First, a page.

Is TDD something you do sometimes or all the time?

That’s another common question: Is TDD something you do sometimes or all the time?

The short answer is neither. Or, “it depends”.

But let’s explore the long answer…

When I started learning TDD, yes, I’d do it all the time.

“But have you always worked on projects where you could do TDD all the time?!”

Most certainly I have NOT!

There are times when I can’t do TDD on a project.
That doesn’t prevent me from still doing it on the side.
I learn and practice it on my own time.

TDD became something I do most of the time, but never all the time.

So when do I NOT do TDD?

There are situations when I specifically choose not to do TDD. Here are some that come to mind…

Exploring a library or framework

When trying to learn what a library or framework can do for me, and how I’m supposed to use it.

Once I identify ways I’ll use it, I often refactor those tests into Given-When-Then, documenting my understanding and assumptions, so I can later remember what parts of it I’m using.

That approach also provides a safety net when consuming updates to those packages (identifying breaking changes and such).

Exploring approaches

Sometimes I need to implement features that currently lack clarity, so I want to gather feedback from stakeholders as soon as possible. I may try a few different approaches and won’t do TDD.

I will, however, use BDD (Behavior Driven Development) to describe, to the best of my ability, the feature we’re building.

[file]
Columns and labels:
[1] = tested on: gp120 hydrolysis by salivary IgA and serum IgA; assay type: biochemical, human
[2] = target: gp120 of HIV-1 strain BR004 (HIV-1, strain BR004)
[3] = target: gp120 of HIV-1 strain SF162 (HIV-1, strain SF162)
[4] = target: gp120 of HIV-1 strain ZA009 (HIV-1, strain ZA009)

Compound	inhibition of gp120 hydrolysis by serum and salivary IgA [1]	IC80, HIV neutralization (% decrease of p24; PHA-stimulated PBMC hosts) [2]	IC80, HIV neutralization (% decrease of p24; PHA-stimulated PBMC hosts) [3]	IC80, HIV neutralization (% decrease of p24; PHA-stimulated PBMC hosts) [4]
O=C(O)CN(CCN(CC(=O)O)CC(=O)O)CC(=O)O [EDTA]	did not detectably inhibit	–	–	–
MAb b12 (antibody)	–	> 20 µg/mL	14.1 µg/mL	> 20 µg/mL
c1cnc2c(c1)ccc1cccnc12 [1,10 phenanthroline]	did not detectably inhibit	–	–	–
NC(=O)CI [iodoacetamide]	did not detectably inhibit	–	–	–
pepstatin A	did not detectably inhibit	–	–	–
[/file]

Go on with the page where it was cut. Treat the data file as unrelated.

Solving small problems

If a problem is too small and yields very little value, I may skip TDD.

Pitfalls of TDD

Remember Design Patternitis? That’s something most developers face when we learn Design Patterns; we start trying to apply them everywhere! As mentioned earlier, TDD is not something to be done always, everywhere, every time.

Another situation I see often is “copy-and-paste inheritance”; tests are initially written carefully following TDD, but then every new test comes from copy-and-paste, without any effort going into refactoring the test code. This is a pitfall that happens in most automated tests, and tests written following TDD can also suffer from it.

But BDD…

I try to do BDD most of the time, even if it means writing the stories and scenarios on a napkin.

Many times I don’t even know how I’ll actually implement the specs/tests, but I still write those English sentences before trying to write any code. No GWT, No Code!

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